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Confidentiality clauses with penalty clauses should not be invoked when misconduct is reported

Confidentiality clauses that contain penalty clauses in television production contracts are common, permissible and useful, but can never be invoked against disclosing misconduct, such as unacceptable behaviour. This is claimed by Dirk Visser, Charlotte Vrendenbarg and Richard Trouborst in their article ‘Maak er geen geheim van – Over geheimhoudingsbepalingen in televisieproductiecontracten en het melden van misstanden’ (Make no secret of it – on confidentiality clauses in television production contracts and reporting misconduct), which appeared this week in the Nederlands Juristenblad.

In their article, Visser, Vrendenbarg and Trouborst discuss the importance of confidentiality surrounding television programmes. Producers have an interest in keeping certain information about a programme, such as the way a game is played on a TV show or the storyline of a series, secret until the time it is broadcast. For this reason, contracts with employees, contestants and audiences present during filming almost always include a confidentiality clause, often in combination with a penalty clause.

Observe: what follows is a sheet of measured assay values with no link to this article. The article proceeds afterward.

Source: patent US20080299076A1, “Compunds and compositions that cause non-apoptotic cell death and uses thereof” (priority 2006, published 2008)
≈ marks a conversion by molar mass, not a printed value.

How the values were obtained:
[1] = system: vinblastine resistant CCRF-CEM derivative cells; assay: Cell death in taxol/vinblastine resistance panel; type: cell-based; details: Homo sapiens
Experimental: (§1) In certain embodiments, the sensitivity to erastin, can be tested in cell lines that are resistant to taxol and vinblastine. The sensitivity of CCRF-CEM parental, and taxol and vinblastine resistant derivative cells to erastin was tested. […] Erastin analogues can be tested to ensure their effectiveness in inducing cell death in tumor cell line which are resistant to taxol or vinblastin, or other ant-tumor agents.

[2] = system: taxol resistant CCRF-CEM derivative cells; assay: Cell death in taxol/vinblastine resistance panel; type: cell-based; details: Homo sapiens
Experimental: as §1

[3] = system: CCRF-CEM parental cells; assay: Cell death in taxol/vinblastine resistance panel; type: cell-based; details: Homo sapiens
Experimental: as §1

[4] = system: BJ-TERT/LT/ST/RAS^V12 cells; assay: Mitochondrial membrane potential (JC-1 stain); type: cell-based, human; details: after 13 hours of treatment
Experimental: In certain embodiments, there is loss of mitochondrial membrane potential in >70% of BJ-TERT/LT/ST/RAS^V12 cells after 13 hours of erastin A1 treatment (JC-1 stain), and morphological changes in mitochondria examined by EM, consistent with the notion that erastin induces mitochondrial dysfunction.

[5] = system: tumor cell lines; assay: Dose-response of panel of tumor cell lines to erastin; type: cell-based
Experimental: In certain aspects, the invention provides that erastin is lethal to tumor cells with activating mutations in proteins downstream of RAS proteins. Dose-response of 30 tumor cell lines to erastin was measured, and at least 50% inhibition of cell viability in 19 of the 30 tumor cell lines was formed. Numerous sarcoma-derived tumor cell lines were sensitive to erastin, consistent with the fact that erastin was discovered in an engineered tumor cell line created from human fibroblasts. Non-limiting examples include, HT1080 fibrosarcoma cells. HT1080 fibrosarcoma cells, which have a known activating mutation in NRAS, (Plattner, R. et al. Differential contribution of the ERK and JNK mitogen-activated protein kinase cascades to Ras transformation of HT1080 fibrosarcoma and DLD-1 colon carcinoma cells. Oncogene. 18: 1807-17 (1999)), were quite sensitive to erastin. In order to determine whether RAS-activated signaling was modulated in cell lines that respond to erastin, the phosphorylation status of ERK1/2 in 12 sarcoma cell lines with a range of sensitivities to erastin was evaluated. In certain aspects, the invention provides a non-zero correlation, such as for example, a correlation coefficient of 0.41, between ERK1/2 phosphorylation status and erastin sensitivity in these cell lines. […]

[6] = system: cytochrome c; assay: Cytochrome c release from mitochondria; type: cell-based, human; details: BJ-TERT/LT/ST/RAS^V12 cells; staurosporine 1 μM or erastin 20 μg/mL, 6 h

In practice, confidentiality clauses are worded broadly. As a result, employees and candidates of a television programme might believe that they are not allowed to disclose information related to misconduct, such as unacceptable behaviour. According to the authors, information about misconduct is not covered by the confidentiality clauses and disclosing misconduct therefore does not constitute a breach of confidentiality.

In light of the events surrounding the talent show The Voice of Holland, it is important to eliminate the possible assumption among candidates and employees that reporting misconduct violates a confidentiality clause. Visser, Vrendenbarg and Trouborst therefore recommend that in practice, it is explicitly stated in such contracts that confidentiality does not cover misconduct. As an accessible way to report misconduct, the authors envisage a role for an external confidential advisor. Contracts could then also state that misconduct can always be reported to the confidential advisor.

Find out more?

Read the whole article (in Dutch) in NJB 34.

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